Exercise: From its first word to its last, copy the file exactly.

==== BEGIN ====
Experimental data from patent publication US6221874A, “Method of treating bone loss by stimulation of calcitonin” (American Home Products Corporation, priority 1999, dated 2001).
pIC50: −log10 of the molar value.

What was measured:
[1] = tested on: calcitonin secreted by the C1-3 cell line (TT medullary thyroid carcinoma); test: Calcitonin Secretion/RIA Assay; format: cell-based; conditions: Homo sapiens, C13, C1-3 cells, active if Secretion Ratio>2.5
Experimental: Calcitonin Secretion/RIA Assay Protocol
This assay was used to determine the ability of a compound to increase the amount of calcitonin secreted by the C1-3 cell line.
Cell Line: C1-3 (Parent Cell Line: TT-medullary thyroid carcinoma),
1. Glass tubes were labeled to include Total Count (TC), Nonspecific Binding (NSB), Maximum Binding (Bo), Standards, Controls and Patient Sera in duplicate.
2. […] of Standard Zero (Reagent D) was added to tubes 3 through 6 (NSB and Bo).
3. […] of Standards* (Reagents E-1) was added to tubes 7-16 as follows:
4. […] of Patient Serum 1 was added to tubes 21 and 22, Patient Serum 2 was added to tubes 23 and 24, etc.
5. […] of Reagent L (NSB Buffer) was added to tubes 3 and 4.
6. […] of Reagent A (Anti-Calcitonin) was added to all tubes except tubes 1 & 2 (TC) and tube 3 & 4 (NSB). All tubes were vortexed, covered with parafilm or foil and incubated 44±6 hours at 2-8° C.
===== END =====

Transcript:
Experimental data from patent publication US6221874A, “Method of treating bone loss by stimulation of calcitonin” (American Home Products Corporation, priority 1999, dated 2001).
pIC50: −log10 of the molar value.

What was measured:
[1] = tested on: calcitonin secreted by the C1-3 cell line (TT medullary thyroid carcinoma); test: Calcitonin Secretion/RIA Assay; format: cell-based; conditions: Homo sapiens, C13, C1-3 cells, active if Secretion Ratio>2.5
Experimental: Calcitonin Secretion/RIA Assay Protocol
This assay was used to determine the ability of a compound to increase the amount of calcitonin secreted by the C1-3 cell line.
Cell Line: C1-3 (Parent Cell Line: TT-medullary thyroid carcinoma),
1. Glass tubes were labeled to include Total Count (TC), Nonspecific Binding (NSB), Maximum Binding (Bo), Standards, Controls and Patient Sera in duplicate.
2. […] of Standard Zero (Reagent D) was added to tubes 3 through 6 (NSB and Bo).
3. […] of Standards* (Reagents E-1) was added to tubes 7-16 as follows:
4. […] of Patient Serum 1 was added to tubes 21 and 22, Patient Serum 2 was added to tubes 23 and 24, etc.
5. […] of Reagent L (NSB Buffer) was added to tubes 3 and 4.
6. […] of Reagent A (Anti-Calcitonin) was added to all tubes except tubes 1 & 2 (TC) and tube 3 & 4 (NSB). All tubes were vortexed, covered with parafilm or foil and incubated 44±6 hours at 2-8° C.